The SAT has been called out of touch, instructionally irrelevant, and a contributor to the diversity gaps on college campuses because the test arguably benefits wealthier students who can afford heaps of test preparation.
But now the SAT is fighting back. The College Board, the test’s owner, is hoping that a major makeover of the assessment that’s set to debut this weekend will persuade critics that students, teachers, and colleges still need an exam that has been a centerpiece of the admissions landscape for 90 years.
“The SAT had gotten disconnected from the work of the American high school,” said David Coleman, president of the College Board, at recent seminar for education journalists, while citing a 2008 report. “And frankly we agree, so in our attempt to redesign the exam, we’ve tried to make it so that it looks a lot more like the work kids do in high school. It’s quite a simple idea.”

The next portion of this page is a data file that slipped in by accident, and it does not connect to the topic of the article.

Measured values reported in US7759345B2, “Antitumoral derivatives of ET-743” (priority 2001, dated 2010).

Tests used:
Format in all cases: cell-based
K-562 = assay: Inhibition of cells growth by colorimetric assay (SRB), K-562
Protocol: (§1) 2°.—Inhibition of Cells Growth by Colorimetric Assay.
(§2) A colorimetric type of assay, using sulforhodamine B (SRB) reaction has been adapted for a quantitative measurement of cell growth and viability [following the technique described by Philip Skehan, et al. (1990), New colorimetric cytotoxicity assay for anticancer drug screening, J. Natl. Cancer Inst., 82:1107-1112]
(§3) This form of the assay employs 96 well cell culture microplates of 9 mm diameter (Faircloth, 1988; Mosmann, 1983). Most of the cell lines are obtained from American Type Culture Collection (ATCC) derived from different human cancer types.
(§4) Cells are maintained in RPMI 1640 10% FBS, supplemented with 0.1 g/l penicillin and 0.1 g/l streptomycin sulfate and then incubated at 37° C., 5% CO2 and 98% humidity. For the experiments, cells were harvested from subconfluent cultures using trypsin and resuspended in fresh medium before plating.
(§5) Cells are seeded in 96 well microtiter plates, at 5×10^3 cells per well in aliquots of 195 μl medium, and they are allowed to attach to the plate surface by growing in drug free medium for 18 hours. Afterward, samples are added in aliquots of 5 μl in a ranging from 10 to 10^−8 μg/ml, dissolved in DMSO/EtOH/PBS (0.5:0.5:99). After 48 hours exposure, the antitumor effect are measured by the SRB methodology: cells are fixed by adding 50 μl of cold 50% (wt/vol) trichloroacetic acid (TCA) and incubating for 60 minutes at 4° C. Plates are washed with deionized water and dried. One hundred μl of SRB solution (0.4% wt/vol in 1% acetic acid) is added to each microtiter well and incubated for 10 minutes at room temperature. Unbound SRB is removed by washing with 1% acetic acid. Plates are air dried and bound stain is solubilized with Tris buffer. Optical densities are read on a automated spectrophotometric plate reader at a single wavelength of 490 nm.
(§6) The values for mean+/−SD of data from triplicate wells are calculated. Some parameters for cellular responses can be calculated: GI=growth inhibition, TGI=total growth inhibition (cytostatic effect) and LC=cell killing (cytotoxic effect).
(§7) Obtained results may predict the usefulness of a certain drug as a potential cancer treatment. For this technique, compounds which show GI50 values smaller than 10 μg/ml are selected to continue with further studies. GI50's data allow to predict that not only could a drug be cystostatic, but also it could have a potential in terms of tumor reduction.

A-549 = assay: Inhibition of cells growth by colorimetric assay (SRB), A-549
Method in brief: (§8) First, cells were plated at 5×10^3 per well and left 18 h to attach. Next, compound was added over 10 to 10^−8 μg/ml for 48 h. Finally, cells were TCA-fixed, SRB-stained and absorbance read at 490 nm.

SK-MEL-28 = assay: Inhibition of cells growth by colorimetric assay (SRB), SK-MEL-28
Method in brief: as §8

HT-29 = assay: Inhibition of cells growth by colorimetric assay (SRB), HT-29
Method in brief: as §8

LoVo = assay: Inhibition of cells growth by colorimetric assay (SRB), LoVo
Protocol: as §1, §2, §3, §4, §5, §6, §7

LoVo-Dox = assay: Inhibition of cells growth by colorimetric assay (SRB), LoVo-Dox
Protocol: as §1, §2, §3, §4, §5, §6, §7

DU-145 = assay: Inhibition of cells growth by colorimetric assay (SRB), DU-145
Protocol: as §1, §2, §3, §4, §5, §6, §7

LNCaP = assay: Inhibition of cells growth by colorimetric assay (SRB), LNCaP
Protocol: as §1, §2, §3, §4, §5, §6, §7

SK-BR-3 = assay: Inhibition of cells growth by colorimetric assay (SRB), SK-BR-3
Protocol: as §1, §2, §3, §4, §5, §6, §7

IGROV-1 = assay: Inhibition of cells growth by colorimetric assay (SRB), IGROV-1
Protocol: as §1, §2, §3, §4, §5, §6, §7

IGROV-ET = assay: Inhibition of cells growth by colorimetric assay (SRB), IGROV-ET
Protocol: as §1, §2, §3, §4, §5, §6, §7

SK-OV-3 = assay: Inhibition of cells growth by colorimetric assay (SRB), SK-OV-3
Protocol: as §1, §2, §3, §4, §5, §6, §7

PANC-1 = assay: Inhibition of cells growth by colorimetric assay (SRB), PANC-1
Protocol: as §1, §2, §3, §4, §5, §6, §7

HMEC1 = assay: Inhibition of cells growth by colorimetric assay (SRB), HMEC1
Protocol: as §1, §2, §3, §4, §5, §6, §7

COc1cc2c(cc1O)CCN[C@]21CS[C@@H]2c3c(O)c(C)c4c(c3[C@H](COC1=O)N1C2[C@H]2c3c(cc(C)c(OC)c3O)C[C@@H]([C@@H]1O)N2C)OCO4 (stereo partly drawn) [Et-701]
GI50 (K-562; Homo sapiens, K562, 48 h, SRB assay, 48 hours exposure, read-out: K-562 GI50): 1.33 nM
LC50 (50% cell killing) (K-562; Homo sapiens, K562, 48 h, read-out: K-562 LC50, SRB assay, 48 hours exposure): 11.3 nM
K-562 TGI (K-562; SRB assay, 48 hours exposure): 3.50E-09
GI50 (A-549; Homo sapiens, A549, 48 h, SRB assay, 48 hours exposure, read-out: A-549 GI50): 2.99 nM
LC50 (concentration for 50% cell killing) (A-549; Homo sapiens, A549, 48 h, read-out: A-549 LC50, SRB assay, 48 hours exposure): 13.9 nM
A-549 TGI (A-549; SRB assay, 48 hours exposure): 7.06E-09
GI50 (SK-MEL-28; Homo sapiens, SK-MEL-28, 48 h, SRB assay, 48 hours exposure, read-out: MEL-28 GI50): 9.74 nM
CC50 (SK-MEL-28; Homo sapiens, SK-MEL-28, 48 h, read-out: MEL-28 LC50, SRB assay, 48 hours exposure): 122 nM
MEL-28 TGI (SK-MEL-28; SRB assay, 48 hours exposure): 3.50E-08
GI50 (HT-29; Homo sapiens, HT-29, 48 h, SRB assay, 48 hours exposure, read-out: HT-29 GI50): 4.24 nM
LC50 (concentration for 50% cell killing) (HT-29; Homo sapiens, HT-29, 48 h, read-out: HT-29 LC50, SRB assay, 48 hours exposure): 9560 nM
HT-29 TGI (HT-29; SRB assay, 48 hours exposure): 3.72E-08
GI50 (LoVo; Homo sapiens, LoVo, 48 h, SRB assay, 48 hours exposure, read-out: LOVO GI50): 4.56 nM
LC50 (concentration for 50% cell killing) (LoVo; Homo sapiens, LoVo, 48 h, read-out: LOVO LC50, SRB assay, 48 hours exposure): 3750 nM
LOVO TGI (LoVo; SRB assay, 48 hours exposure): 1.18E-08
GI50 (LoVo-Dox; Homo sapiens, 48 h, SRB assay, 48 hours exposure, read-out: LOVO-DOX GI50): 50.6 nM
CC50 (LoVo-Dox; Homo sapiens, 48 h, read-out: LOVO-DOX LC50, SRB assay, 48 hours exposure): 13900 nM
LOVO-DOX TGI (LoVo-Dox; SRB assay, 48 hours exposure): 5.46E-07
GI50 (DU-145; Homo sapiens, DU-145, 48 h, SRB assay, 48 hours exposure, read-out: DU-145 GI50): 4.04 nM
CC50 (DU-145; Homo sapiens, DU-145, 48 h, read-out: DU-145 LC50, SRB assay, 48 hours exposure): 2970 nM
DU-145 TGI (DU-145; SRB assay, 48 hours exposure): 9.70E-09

Many of the defining features of the SAT have been revamped. Obscure vocabulary, colloquially known as “SAT words,” has been cut from the new test. The guessing penalty of yore that took off a fraction of a point for producing the wrong answer also has been banished. The test has fewer questions, asks students to at times explain their answers, reduces the number of multiple-choice options from five to four, and will provide more time for fewer sections. And the essay, which became mandatory in 2005, is optional now, though many colleges still will require it.
“It’s not okay to tell someone to study something because it’s on a test. It’s only okay if they’ll use it again and again,” said Coleman. “Nothing you should do, we say to students today, should be to prepare just for the SAT.”